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Welfare-based approaches

Welfare-based approaches to measuring living standards consider that all actions and policies should be evaluated on the basis of their consequences for human welfare.[3] The philosopher Joseph Raz summed this up in his humanistic principle: "the explanation and justification of the goodness or badness of anything derives ultimately from its contribution, actual or possible, to human life and its quality" (Raz, 1986, p.194).

The most well-known and influential welfare-based approach is utilitarianism. English philosopher Jeremy Bentham provided the first systematic account of the theory of utilitarianism in the 18th century. He was influenced both by Hobbes' account of human nature and Hume's account of social utility. Bentham famously held that humans were ruled by two sovereign masters: pleasure and pain. We seek pleasure and the avoidance of pain, they "...govern us in all we do, in all we say, in all we think..." (1789, Ch 1). Bentham espoused the principle of utility as the standard of right action on the part of governments and individuals, and held that public policy should seek to provide "the greatest happiness of the greatest number" (1789, Ch 1).

Utilitarian theory was revised and expanded by Bentham's student John Stuart Mill, though he disagreed with some of Bentham's claims. For example, Mill considered intellectual and moral pleasures to be superior to physical pleasure: "it is... better to be Socrates dissatisfied than a fool satisfied" (1863, Ch 2). Both Bentham and Mill used utilitarianism to push for changes to laws and social policies. Mill, for example, argued for women's suffrage and free speech on the grounds that they would increase happiness.

There are some conceptual limitations to the utilitarian approach. Among the most significant are the following:

  • Utilitarianism concerns itself with maximising the sum of total happiness, and distributional outcomes are only important in terms of their impact on the sum. However, utilitarianism does acknowledge that in some cases there will be diminishing marginal utility, and hence a given distributional outcome may be more efficient than another.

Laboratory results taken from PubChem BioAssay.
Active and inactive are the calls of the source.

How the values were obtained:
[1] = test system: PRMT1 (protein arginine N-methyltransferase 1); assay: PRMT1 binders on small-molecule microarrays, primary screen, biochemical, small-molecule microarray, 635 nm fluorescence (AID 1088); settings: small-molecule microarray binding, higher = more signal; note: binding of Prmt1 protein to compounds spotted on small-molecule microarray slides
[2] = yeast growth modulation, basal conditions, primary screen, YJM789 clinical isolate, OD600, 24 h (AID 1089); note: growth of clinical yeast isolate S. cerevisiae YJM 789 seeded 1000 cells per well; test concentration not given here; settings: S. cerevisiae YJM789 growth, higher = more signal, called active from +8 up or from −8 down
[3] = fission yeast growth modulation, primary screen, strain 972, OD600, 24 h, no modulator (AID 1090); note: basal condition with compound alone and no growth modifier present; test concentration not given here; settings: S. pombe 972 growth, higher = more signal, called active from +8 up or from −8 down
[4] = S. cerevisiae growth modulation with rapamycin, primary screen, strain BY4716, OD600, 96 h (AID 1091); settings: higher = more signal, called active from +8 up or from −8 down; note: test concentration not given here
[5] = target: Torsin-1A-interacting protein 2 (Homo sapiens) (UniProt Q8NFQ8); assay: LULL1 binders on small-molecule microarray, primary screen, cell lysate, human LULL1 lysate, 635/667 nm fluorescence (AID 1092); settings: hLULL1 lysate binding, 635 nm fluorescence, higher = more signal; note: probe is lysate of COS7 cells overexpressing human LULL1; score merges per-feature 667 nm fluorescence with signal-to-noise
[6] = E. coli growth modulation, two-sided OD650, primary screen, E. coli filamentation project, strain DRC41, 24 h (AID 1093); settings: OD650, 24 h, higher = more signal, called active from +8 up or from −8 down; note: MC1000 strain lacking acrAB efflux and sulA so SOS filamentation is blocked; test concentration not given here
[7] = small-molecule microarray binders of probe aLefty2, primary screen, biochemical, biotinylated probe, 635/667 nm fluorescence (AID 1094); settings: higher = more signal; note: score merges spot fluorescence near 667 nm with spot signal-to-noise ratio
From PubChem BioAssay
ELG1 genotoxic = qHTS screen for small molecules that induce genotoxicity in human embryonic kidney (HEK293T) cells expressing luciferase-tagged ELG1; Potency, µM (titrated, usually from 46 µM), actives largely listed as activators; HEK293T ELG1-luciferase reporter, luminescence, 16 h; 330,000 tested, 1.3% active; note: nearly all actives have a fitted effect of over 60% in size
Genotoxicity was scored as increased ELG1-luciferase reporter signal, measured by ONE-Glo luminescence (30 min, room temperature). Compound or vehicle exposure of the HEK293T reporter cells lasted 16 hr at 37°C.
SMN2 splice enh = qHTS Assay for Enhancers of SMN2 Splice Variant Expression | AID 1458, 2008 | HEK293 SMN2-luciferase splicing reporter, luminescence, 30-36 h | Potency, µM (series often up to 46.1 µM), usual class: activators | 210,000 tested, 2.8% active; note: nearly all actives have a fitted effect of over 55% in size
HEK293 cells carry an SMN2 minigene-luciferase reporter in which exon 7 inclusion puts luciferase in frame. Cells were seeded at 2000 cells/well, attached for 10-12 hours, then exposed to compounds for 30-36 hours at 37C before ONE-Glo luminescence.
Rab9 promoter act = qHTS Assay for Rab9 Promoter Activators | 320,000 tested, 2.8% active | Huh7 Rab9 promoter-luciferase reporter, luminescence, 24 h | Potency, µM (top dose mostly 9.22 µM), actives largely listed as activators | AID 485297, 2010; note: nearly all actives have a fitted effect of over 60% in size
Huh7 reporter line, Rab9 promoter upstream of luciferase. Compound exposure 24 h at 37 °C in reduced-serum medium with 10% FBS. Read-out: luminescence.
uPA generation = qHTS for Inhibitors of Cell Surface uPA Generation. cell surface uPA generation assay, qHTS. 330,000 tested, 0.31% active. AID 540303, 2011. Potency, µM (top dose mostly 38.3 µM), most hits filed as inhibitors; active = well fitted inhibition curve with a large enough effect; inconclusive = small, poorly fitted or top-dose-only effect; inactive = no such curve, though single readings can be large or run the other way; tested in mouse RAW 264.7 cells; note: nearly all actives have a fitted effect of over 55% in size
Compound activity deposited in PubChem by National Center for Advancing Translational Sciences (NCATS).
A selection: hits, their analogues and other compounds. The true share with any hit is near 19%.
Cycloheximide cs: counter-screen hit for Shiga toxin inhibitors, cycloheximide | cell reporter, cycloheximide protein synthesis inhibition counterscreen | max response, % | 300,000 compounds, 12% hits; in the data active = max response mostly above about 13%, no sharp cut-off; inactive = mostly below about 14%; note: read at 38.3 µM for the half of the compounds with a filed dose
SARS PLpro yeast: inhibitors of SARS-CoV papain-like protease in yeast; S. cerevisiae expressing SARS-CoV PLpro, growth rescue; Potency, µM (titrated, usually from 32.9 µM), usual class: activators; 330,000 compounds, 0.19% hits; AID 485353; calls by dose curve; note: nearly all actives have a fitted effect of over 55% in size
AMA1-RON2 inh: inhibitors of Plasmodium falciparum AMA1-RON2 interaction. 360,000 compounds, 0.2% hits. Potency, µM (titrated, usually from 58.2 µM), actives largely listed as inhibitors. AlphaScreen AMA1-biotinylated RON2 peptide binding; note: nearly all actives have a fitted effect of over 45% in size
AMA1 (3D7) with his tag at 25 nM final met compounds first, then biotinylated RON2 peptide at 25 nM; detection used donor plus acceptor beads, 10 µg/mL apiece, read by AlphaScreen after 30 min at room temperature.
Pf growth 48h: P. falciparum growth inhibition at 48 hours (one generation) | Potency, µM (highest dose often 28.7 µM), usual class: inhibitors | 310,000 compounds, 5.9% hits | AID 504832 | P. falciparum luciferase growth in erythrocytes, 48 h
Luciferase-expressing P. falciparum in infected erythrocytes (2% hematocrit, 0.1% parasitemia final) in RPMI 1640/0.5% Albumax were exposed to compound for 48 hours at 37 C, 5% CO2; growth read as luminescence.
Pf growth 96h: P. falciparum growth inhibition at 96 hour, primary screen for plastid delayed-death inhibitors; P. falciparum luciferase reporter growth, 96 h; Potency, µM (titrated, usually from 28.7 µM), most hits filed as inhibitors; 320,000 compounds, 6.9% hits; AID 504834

• Utilitarianism seeks to maximise utility, and, while other factors may have instrumental value, they hold no intrinsic importance. This assumption is questioned by many theorists. For example, human rights philosophers argue that there are some basic rights to which all humans are entitled, while libertarians argue that liberty is important in and of itself, and not just as a means to gain happiness.[4]
  • People's minds are malleable and adapt to different levels of utility, which can limit the meaningfulness of interpersonal utility comparisons. For example, people suffering severe poverty may have come to terms with their hardship out of necessity. This does not usually mean that we are no longer concerned about their circumstances (Sen, 1999).

A variation on utilitarianism - known as ideal utilitarianism - addresses the second criticism above, by arguing that good outcomes should not simply be reduced to pleasure. G.E. Moore (1903), a key proponent of this theory, considered that some things have intrinsic value, such as beauty, knowledge and virtue, and thus should be maximised for their own sake. Modern welfare economics has responded to some of these concerns by adapting social welfare functions to take into account broader values than utility, and allowing weightings to be attached to certain groups within society if particular distributional outcomes are desired.


  • [3]Welfare-based theories are a subset of consequentialist theories, which hold that the morality of one's conduct should be judged by the consequences of that conduct. This is in contrast to deontological theories which hold that the morality of conduct is determined by the nature of the behaviour itself, rather that its outcomes (Spielthenner, 2005).
  • [4]Nozick, in his most prominent work Anarchy, State and Utopia (1974), employs a thought experiment ("the experience machine") to argue that people would prefer to live a real life rather than a machine-induced experience of a wonderful life, and therefore ethical hedonism must be false. Sen also rejects the idea that utility is the only value. In his words, "we do not necessarily want to be happy slaves or delirious vassals" (1974, p.62).
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